6 Ways Drones Surveys Can Help Lower Insurance Premiums & Boost Profits – A Guide for Insurers

Insurance is risky business. From fraud to first response at times of trouble, insurance investigations can be expensive and lengthy processes for both the provider and the claimant. We investigate how the drones are a game-changer for insurance surveys and how the latest automated drone technologies are a win-win for insurance companies looking to boost profits and customers hoping to lower their premiums.

A recent study by PwC predicts that drone powered solutions could be worth $6.8 billion in the insurance industry alone, having highlighted the sector as one of eight which could be revolutionized by this growing disruptive technology. Scroll to find out how drones can improve safety, fight fraud and lower costs for everyone.

It’s a dirty job but someone’s got to do it. Or do they?

Many insurance inspections require loss adjusters to get their hands dirty and work in conditions that are not only difficult, but also dangerous. Even on smaller domestic claims, such as roof damage after high winds, assessors and surveyors have traditionally had to carry out visual inspections at risk to themselves.

The UK’s HSE statistics report that out of 144 workplace deaths in 2015-16, 34 (26%) were due to falling from height. Without further investigation, we cannot say if any of these fatalities could have been prevented by using drones, yet what it does tell us is that any job requiring the need to work at height is a dangerous occupation.

UAVs are an ideal solution to mitigate risk to workers in a variety of circumstances, outside of working at height. Railway and tunnel inspections can be notoriously dangerous due to environmental conditions and lack of visibility. Difficult to assess locations can be accessed easily, with real-time imagery relayed to the operator remotely, even if just to identify if the area is safe for personnel to enter.

By assigning even the most basic inspection tasks to drones, many work place incidents could be avoided.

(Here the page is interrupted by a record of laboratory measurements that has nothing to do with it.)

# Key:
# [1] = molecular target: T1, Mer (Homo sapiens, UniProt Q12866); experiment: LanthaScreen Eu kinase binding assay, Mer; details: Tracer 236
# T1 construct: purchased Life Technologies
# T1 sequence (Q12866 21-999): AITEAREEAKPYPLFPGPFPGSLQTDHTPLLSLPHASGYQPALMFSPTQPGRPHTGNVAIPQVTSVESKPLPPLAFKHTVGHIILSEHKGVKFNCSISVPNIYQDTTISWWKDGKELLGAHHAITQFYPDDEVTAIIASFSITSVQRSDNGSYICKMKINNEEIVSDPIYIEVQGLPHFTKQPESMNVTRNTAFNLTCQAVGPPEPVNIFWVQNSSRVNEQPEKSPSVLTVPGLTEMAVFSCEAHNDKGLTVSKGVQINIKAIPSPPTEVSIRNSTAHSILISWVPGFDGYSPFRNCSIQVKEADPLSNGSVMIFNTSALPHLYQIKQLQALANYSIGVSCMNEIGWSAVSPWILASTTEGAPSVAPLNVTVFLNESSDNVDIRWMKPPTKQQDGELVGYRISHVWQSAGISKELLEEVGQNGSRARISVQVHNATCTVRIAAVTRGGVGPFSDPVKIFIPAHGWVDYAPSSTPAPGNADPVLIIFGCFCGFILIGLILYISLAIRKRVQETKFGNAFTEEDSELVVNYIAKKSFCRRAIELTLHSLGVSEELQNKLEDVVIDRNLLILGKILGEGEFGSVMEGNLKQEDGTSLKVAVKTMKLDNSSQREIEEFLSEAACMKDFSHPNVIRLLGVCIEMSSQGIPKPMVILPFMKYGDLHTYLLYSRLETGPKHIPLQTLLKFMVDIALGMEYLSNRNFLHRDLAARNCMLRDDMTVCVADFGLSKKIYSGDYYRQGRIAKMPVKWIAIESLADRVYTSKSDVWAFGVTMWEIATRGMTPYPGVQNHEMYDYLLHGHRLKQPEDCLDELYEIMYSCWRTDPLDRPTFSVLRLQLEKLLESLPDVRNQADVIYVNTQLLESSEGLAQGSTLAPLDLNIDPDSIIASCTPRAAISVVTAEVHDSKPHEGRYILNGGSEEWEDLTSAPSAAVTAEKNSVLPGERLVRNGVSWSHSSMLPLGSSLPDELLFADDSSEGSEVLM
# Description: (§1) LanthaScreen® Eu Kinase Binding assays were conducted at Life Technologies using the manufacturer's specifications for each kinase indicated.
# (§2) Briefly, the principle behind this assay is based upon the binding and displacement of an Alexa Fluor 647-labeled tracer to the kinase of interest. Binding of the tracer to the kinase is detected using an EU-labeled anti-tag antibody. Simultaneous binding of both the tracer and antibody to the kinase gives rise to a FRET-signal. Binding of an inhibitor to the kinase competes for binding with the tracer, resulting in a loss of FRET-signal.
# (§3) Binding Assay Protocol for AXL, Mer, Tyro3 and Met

First Response: Emergency Drone Surveys

Insurance assessments aren’t just needed when you crash your car or accidentally set your kitchen on fire cooking dinner; often insurance operatives are first on site in the event of a natural disaster or large scale incident. Insurance surveys often needed to assess not just the current conditions but also any immediate and future risks to people, businesses and structures.

Collapsed buildings, floods, landslides and other disasters all make for extremely hazardous conditions when it comes to collecting information. This is where drones come in. Within minutes of being on site, a drone can be deployed and relay real-time imagery to disaster response crews, with no risk to human life. When time is critical, no one wants to wait around for risk assessments to be carried out. Using a drone, the first responder can gather vital information in seconds as this video by Quiditch Aerial Filming shows of relief efforts after the Nepal earthquake.

When heavy rain caused flooding in Scotland at the beginning of 2016, Aviva commissioned a third party to survey the area using drones. The main task was not to assess claims made, but to find out which of their customers were most at risk of harm as many roads we rendered impassable by road vehicles. The collected imagery also helped rescue crews to identify the worst hit areas and focus relief efforts.

It is also an insurers responsibility to help local authorities to ensure business continuity after an event. Drones offer faster situational visibility than any other system associated with visual surveying, which can allow all stakeholders to access real-time information and speed up decision making processes.

Top Tip: Make sure you buy a drone that can fly in the rain and is not affected by small particles such as dust – Check out the DJI 210 RTX

Accurate Assessments in Real-Time:

One of the greatest benefits of drone technology is the ability to not only capture imagery from the air, remotely, but also to gain real-time situational awareness on the ground. Commercial UAVs allow for the collection of highly accurate data, even in areas which would normally be difficult or impossible to reach.

A drone can carry a payload of several kilos, meaning both visible spectrum and multi-spectrum cameras (such as near infra-red and thermal imaging) can be fitted. A UAV will often provide a 360 degree – or at least wide panoramic – view of a property or incident, allowing for fast assessment of the scope and cost of damage.

By using aerial imagery or video and applying a principle such as orthophotography, it is possible to calculate measurements which are astoundingly accurate meaning that valuations and risk assessments are based on facts, rather than assumptions.

Whether calculating small scale measurements such as fence boundaries and clearance heights, or assessing a whole geographical area for signs of damage, drone mapping allows for the creation of orthophotos, digital terrain models and 3D point clouds which can allow assessors to accurately evaluate conditions to accuracies of around 10mm, meaning that pre-or post claim, there is no room for doubt or negotiation.

Photogrammetry software makes it easy and quick to process and present the collected data in a meaningful and straightforward way, allowing claim settlements to be based on real-time information as close to the event as possible.

Top Tip: Invest in software which gives you the most bang for your buck. Check out Pix4D which can convert any image from any camera into an accurate map or model.

Fighting Fraud: